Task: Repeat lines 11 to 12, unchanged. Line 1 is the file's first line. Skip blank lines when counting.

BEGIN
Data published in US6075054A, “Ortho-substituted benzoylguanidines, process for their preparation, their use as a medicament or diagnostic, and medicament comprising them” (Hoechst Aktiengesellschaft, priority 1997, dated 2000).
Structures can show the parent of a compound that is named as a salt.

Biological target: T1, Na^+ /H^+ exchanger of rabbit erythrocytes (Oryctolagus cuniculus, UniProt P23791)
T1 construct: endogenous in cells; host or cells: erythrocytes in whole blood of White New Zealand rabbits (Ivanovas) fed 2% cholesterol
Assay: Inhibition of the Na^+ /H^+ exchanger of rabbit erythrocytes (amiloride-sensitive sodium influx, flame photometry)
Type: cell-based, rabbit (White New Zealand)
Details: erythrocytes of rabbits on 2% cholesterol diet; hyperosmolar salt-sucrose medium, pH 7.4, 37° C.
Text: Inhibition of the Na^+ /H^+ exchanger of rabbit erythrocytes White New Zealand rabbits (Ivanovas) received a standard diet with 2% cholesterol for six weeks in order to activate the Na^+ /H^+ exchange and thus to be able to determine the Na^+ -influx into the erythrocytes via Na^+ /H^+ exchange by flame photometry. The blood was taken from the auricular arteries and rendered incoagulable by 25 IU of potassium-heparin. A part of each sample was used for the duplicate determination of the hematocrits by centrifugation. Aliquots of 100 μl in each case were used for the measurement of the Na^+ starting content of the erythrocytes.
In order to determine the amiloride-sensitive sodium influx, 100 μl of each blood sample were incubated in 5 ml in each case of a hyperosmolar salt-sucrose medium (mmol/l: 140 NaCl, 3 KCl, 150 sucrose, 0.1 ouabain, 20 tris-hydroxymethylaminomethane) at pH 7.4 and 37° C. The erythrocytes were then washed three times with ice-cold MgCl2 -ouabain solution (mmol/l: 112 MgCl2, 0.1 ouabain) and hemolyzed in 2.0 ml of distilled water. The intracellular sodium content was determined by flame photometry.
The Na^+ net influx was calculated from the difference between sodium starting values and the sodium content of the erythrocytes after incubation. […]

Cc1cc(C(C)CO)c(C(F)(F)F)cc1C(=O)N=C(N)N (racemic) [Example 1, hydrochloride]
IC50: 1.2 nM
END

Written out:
Cc1cc(C(C)CO)c(C(F)(F)F)cc1C(=O)N=C(N)N (racemic) [Example 1, hydrochloride]
IC50: 1.2 nM